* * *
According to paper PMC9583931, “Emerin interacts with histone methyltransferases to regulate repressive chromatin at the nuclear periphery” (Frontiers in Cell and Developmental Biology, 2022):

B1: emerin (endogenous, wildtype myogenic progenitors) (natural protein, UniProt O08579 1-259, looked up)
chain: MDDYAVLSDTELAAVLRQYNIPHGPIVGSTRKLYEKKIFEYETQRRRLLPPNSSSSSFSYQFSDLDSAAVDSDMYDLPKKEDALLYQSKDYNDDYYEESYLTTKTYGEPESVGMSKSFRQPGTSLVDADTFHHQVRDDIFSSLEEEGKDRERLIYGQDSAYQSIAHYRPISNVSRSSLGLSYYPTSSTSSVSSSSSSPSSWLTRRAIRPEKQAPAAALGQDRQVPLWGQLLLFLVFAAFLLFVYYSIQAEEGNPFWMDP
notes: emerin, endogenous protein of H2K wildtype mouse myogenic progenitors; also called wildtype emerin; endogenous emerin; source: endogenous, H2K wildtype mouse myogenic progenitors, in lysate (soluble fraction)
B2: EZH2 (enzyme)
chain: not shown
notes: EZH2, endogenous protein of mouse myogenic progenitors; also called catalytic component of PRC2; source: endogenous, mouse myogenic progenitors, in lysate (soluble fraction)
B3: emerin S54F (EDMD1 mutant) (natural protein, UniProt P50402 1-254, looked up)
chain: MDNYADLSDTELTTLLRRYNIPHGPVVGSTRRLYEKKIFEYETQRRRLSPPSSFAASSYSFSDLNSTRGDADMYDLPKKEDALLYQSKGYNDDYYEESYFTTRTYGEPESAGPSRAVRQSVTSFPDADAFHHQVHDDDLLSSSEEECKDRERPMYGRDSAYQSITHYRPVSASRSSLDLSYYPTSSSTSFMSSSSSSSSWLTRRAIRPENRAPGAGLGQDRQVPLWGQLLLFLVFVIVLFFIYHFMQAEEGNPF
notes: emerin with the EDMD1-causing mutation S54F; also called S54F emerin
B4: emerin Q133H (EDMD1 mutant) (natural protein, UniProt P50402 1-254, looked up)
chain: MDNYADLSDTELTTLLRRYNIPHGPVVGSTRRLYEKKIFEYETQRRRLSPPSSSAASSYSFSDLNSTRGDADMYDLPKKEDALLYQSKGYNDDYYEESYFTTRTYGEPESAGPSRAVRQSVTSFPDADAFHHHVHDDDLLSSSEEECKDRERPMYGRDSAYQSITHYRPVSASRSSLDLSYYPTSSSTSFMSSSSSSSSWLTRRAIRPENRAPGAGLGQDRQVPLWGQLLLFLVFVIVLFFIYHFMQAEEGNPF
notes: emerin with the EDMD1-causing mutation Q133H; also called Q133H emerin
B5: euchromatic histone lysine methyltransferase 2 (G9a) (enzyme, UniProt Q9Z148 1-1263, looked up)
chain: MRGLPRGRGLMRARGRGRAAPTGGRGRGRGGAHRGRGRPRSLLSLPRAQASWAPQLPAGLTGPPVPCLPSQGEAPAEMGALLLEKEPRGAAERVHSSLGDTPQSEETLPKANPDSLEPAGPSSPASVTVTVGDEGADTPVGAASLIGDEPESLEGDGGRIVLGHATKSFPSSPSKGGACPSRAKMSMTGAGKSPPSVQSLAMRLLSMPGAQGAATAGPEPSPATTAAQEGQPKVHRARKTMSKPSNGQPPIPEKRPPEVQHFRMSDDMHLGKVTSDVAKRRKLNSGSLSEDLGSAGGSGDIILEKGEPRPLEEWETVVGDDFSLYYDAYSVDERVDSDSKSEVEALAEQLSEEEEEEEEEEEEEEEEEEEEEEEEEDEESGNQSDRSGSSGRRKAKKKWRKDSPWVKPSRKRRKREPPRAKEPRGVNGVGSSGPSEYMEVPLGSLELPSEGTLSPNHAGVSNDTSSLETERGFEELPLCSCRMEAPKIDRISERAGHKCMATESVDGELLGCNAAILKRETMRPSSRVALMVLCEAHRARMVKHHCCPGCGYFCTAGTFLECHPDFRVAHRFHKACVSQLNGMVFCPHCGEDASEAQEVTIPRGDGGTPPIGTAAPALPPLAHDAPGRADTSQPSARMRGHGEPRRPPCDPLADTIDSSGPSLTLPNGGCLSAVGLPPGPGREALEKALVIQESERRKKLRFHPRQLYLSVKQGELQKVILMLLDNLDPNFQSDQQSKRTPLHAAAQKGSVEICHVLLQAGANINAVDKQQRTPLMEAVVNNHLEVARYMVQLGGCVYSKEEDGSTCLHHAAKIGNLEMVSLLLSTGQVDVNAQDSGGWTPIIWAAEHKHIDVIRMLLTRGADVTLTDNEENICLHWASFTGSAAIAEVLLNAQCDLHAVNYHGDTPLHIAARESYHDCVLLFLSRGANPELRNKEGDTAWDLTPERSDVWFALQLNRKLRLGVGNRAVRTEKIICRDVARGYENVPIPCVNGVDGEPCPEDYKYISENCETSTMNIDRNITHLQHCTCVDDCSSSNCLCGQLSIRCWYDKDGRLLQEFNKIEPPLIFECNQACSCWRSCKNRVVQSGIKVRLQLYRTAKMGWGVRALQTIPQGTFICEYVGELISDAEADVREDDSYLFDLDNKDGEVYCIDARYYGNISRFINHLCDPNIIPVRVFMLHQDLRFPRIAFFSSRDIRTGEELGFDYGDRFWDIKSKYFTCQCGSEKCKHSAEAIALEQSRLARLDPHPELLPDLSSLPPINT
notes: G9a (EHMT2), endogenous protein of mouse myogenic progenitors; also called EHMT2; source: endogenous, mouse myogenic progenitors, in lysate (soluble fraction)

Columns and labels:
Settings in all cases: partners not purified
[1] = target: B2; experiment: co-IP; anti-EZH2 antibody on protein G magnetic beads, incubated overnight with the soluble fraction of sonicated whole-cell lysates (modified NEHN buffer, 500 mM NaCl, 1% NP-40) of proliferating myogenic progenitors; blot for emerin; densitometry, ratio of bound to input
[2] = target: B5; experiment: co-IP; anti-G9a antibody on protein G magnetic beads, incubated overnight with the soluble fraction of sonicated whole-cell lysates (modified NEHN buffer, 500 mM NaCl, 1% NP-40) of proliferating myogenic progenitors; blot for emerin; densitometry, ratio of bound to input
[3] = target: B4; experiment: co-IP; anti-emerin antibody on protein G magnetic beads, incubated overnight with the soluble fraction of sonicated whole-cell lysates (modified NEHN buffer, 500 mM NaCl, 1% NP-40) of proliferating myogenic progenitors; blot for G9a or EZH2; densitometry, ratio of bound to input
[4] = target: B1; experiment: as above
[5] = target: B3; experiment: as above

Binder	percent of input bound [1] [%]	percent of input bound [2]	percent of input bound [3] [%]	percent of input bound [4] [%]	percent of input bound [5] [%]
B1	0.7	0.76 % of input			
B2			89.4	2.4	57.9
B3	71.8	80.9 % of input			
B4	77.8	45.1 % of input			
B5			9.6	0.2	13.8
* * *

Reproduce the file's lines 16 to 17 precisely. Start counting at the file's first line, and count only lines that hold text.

notes: G9a (EHMT2), endogenous protein of mouse myogenic progenitors; also called EHMT2; source: endogenous, mouse myogenic progenitors, in lysate (soluble fraction)

Columns and labels: